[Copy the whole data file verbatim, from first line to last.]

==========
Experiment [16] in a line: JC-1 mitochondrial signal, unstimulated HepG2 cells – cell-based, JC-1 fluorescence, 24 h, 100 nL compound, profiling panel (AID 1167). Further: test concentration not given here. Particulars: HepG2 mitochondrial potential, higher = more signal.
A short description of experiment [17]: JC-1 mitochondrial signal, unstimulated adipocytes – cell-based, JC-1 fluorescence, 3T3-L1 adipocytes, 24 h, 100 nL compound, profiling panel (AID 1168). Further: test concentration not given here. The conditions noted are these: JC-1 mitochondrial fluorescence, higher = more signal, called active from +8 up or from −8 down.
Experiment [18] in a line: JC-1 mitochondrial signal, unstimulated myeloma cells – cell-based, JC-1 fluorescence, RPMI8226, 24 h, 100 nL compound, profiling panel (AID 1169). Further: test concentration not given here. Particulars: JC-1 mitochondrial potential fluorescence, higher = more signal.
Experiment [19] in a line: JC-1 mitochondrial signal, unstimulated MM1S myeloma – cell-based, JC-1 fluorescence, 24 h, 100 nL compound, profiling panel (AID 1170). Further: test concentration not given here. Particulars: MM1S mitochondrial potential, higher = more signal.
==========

Experiment [16] in a line: JC-1 mitochondrial signal, unstimulated HepG2 cells – cell-based, JC-1 fluorescence, 24 h, 100 nL compound, profiling panel (AID 1167). Further: test concentration not given here. Particulars: HepG2 mitochondrial potential, higher = more signal.
A short description of experiment [17]: JC-1 mitochondrial signal, unstimulated adipocytes – cell-based, JC-1 fluorescence, 3T3-L1 adipocytes, 24 h, 100 nL compound, profiling panel (AID 1168). Further: test concentration not given here. The conditions noted are these: JC-1 mitochondrial fluorescence, higher = more signal, called active from +8 up or from −8 down.
Experiment [18] in a line: JC-1 mitochondrial signal, unstimulated myeloma cells – cell-based, JC-1 fluorescence, RPMI8226, 24 h, 100 nL compound, profiling panel (AID 1169). Further: test concentration not given here. Particulars: JC-1 mitochondrial potential fluorescence, higher = more signal.
Experiment [19] in a line: JC-1 mitochondrial signal, unstimulated MM1S myeloma – cell-based, JC-1 fluorescence, 24 h, 100 nL compound, profiling panel (AID 1170). Further: test concentration not given here. Particulars: MM1S mitochondrial potential, higher = more signal.